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extracted both groups of Marines to Camp Carroll. The units sustained
one Navy corpsman killed and four Marines wounded. It was obvious that
the enemy was becoming much more aggressive all along Route 9 and the
DMZ in general.83

After a few brief quiet days, the DMZ war in the western Kentucky sector also flared up. After leaving Hill 28 and uncovering an enemy base area, Lieutenant Colonel Bendell's 3d Battalion, 4th Marines took up its new positions at An Dinh between A-3 and Con Thien to investigate recent probes at the latter base. The battalion immediately began patrolling its area of operations. On the 17th, Bendell planned to send out a two-company patrol the next morning near an abandoned hamlet just north of the trace about two miles northeast of Con Thien. Company M was to be the blocking force while Company L was to be the sweeping force.85

The evening of the 17th, Captain John D. Carr, the Company L commander, held a meeting of his platoon commanders. Second Lieutenant Kenneth L. Christy, who headed the 3d Platoon, remembered that Carr briefed them on the next day's planned patrol. According to Christy, he noticed that the route of advance "took us through a bombed out ville that we all referred to as the 'Meat Market'," because it was "Charlies' area-and almost everytime we went there either us or them, somebody got hammered." Christy's platoon had run a patrol in that area very recently, but there had been "no sign of Charlie or Charlie decided not to engage." Captain Carr assigned the point position to his 1st Platoon. Lieutenant Christy argued ("to the degree that a second lieutenant argues with a captain") that his platoon knew the area and should have the point. Captain Carr, however, stated that the 3d Platoon needed a break and he wanted to give one of the other platoons the point experience."

As planned, with the 1st Platoon on point, followed by the 2d Platoon with the command group, and the 3d Platoon bringing up the rear. Company L departed the battalion lines at An Dien in pre-dawn darkness. Suddenly the NVA about 0945 from well-camouflaged bunkers and spider holes near the "Meat Market" sprang their ambush on the Marine company. The 1st Platoon on the point engaged what it thought was a NVA platoon only to find itself divided into separate groups, with the forward element cut off from the rest of the company. Captain Carr brought up the 2d Platoon and his command group and joined the rear element of the 1st Platoon, in a large B-52 bomb crater.86

In the company rear, Lieutenant Christy recalled that when the ambush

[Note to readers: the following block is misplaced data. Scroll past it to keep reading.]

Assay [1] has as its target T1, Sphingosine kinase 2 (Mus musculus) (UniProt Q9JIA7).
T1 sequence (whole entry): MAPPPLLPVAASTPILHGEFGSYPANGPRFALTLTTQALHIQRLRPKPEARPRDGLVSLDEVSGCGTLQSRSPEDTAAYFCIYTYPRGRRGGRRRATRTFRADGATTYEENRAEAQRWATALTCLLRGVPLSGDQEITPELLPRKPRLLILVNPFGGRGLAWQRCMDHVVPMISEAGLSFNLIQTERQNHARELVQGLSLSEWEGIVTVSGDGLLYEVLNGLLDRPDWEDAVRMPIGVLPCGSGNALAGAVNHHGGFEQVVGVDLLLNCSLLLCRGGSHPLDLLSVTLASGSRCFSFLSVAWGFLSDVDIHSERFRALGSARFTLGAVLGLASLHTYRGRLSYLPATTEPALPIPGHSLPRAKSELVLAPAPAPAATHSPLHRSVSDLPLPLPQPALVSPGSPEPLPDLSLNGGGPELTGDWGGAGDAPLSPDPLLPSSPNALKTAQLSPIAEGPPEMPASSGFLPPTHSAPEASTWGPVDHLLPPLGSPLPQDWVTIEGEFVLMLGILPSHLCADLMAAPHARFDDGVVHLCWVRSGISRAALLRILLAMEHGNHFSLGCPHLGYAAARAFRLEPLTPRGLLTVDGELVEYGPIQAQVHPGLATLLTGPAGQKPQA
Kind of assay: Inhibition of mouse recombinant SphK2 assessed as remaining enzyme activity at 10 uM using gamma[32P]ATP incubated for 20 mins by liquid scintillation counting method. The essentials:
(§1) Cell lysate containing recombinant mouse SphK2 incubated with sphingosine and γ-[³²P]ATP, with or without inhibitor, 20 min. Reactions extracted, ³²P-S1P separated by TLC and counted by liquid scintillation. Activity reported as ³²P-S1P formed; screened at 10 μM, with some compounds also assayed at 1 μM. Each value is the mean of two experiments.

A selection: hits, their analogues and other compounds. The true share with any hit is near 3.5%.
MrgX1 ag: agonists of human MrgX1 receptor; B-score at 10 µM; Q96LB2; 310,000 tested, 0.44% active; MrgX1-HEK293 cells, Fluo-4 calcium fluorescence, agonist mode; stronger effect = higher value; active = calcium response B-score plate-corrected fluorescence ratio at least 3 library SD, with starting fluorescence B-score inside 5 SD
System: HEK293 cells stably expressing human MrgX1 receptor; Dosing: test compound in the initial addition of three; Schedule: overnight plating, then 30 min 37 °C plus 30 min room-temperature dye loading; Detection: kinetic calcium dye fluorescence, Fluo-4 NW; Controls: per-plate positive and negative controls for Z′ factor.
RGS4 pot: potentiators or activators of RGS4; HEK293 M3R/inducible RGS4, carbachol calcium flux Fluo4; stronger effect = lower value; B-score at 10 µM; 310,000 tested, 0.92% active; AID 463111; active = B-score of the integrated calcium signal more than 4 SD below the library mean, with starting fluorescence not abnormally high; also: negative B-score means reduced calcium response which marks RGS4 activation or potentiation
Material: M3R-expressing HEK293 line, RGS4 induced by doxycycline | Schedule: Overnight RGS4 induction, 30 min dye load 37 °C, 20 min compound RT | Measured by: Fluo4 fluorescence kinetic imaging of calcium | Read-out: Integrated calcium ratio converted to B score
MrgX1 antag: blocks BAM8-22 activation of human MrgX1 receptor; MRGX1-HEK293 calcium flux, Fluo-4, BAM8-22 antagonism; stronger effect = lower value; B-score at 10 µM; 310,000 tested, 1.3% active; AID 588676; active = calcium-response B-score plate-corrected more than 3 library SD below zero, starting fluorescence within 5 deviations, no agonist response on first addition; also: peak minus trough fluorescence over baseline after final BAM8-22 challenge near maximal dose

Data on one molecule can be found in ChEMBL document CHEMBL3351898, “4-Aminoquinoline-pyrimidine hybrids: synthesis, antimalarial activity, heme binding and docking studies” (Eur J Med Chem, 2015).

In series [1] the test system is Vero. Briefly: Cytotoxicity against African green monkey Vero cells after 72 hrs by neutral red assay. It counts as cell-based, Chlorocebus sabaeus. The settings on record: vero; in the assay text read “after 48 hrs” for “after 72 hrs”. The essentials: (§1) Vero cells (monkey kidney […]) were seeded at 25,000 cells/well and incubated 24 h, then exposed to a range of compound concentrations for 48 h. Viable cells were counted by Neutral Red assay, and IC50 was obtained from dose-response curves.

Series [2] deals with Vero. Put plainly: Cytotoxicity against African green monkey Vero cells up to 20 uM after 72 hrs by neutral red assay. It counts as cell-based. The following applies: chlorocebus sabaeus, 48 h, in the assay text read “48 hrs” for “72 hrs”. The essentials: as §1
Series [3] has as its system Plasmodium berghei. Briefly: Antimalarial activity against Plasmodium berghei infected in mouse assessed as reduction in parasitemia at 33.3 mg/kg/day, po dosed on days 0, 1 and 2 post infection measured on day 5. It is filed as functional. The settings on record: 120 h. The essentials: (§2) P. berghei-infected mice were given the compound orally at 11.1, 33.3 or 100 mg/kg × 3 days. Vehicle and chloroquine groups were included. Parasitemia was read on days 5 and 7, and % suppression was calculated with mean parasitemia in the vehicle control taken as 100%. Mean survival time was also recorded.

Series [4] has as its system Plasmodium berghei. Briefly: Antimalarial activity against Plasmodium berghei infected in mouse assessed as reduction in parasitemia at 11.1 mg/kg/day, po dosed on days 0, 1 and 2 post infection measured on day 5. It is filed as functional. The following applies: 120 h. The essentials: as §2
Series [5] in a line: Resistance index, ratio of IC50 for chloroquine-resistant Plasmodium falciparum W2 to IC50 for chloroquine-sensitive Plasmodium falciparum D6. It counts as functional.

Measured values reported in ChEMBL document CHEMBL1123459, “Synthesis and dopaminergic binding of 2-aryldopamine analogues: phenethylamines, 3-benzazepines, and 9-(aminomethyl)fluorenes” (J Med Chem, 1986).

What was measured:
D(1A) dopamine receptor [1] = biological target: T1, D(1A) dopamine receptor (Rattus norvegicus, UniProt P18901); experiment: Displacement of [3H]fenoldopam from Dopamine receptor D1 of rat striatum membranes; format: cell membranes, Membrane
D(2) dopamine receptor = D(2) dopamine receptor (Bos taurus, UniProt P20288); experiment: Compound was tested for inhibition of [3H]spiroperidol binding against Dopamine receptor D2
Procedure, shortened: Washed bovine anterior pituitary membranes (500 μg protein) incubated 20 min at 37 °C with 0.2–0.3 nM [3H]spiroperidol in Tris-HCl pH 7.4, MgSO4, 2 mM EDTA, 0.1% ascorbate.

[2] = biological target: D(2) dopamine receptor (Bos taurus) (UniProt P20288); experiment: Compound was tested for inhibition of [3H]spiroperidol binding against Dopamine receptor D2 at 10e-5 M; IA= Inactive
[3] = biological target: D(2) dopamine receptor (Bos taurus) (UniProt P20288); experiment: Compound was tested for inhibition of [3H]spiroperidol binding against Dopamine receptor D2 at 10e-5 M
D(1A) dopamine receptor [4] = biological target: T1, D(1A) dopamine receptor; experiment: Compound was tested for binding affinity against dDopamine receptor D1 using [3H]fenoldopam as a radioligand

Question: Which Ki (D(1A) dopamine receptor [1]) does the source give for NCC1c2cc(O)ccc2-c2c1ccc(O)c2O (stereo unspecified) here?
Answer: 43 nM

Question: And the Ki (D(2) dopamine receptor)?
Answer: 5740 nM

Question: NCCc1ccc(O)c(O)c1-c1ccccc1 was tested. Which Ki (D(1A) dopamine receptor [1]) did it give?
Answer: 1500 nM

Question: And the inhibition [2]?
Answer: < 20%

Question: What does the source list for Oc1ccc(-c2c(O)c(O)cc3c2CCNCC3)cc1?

occurred, "it sounded like a few sporadic gun shots and then all hell
broke loose." The men of his platoon hit the ground "facing outward
as we usually did." Christy took cover in a 105mm shell crater with
his platoon sergeant and radio man. At that point, Captain Carr ordered
the 3d Platoon commander to join him, about 180 meters to the platoon's
front. Under heavy automatic fire, the 3d Platoon joined Carr in a series
of rushes taking shelter in shell and bomb craters along the way. Miraculously,
the platoon had made the dash without sustaining any casualties. According
to Christy, "we closed off the backside of what was the company perimeter."87

As Company L more or less consolidated its position, the North Vietnamese continued to direct automatic weapons fire from all sides, mortars, and even large caliber artillery upon the embattled Marines. More urgently, the enemy was using the cutoff squad-size remnant of the 1st Platoon, about 100 meters in front of the rest of the company, as "bait" in a "NVA killing zone." Lieutenant Christy remembered Captain Carr told him that there were "dead and wounded up front and needed 3d Plat [platoon] to go up there and collect them up so we could get the wounded and dead med-evaced and the hell out of the area."88

By this time, the North Vietnamese fires had somewhat diminished. Captain Carr and a forward artillery observer who was with the cutoff troops, Sergeant Michael J. Madden, called in supporting U.S. artillery. Sergeant Madden also made radio contact with an air observer in a Huey who brought in helicopter gunships to keep the enemy at bay. Under this protective cover, Lieutenant Christy took one of his squads and joined by Captain Carr reached the 1st Platoon group. Christy then deployed his men and crawled forward to another crater where Sergeant Madden, although wounded, was still calling in artillery strikes. There were four other wounded men with Madden. Christy remembered Captain Carr covering him with a shotgun while he went forward again to reach some Marine bodies, including that of the 1st Platoon commander, some 50 meters to the front. With the supporting artillery fires, the 3d Platoon squad brought back the wounded and dead of the 1st Platoon. According to Lieutenant Christy, he admonished some of his men for being too gentle and that the bodies were not going to be hurt: "Lets get these people policed up and get out of here before Charlie starts firing us up again."89

In the meanwhile, upon hearing of the Company L predicament, Lieutenant Colonel Bendell, the battal-

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